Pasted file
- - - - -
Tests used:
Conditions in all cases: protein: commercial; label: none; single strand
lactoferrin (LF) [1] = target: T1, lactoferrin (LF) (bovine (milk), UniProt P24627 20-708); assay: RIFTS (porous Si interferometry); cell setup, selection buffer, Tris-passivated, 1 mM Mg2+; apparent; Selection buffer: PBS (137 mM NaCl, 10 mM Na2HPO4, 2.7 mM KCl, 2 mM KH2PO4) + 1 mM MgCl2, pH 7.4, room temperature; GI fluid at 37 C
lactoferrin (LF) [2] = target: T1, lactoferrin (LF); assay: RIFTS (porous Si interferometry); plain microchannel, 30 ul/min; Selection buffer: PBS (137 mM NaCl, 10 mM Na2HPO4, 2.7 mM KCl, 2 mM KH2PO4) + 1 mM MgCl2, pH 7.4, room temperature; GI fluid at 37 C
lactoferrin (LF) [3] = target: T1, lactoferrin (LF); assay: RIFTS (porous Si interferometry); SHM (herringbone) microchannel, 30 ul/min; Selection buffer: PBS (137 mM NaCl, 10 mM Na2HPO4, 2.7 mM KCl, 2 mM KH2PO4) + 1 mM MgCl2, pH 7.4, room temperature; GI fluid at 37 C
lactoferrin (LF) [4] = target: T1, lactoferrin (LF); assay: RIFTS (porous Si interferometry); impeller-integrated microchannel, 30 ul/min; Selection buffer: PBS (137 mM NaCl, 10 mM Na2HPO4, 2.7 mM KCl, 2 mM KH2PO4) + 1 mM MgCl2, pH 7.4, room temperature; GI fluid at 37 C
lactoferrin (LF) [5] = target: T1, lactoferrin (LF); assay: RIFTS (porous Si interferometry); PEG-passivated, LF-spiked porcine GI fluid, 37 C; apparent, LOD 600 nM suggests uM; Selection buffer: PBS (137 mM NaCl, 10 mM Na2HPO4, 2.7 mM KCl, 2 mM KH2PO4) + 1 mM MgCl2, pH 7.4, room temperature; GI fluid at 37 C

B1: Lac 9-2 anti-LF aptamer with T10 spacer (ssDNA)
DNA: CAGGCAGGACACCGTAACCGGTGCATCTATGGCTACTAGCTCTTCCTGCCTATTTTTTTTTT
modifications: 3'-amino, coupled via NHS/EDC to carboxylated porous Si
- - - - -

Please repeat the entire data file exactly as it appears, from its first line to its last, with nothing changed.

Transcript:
Tests used:
Conditions in all cases: protein: commercial; label: none; single strand
lactoferrin (LF) [1] = target: T1, lactoferrin (LF) (bovine (milk), UniProt P24627 20-708); assay: RIFTS (porous Si interferometry); cell setup, selection buffer, Tris-passivated, 1 mM Mg2+; apparent; Selection buffer: PBS (137 mM NaCl, 10 mM Na2HPO4, 2.7 mM KCl, 2 mM KH2PO4) + 1 mM MgCl2, pH 7.4, room temperature; GI fluid at 37 C
lactoferrin (LF) [2] = target: T1, lactoferrin (LF); assay: RIFTS (porous Si interferometry); plain microchannel, 30 ul/min; Selection buffer: PBS (137 mM NaCl, 10 mM Na2HPO4, 2.7 mM KCl, 2 mM KH2PO4) + 1 mM MgCl2, pH 7.4, room temperature; GI fluid at 37 C
lactoferrin (LF) [3] = target: T1, lactoferrin (LF); assay: RIFTS (porous Si interferometry); SHM (herringbone) microchannel, 30 ul/min; Selection buffer: PBS (137 mM NaCl, 10 mM Na2HPO4, 2.7 mM KCl, 2 mM KH2PO4) + 1 mM MgCl2, pH 7.4, room temperature; GI fluid at 37 C
lactoferrin (LF) [4] = target: T1, lactoferrin (LF); assay: RIFTS (porous Si interferometry); impeller-integrated microchannel, 30 ul/min; Selection buffer: PBS (137 mM NaCl, 10 mM Na2HPO4, 2.7 mM KCl, 2 mM KH2PO4) + 1 mM MgCl2, pH 7.4, room temperature; GI fluid at 37 C
lactoferrin (LF) [5] = target: T1, lactoferrin (LF); assay: RIFTS (porous Si interferometry); PEG-passivated, LF-spiked porcine GI fluid, 37 C; apparent, LOD 600 nM suggests uM; Selection buffer: PBS (137 mM NaCl, 10 mM Na2HPO4, 2.7 mM KCl, 2 mM KH2PO4) + 1 mM MgCl2, pH 7.4, room temperature; GI fluid at 37 C

B1: Lac 9-2 anti-LF aptamer with T10 spacer (ssDNA)
DNA: CAGGCAGGACACCGTAACCGGTGCATCTATGGCTACTAGCTCTTCCTGCCTATTTTTTTTTT
modifications: 3'-amino, coupled via NHS/EDC to carboxylated porous Si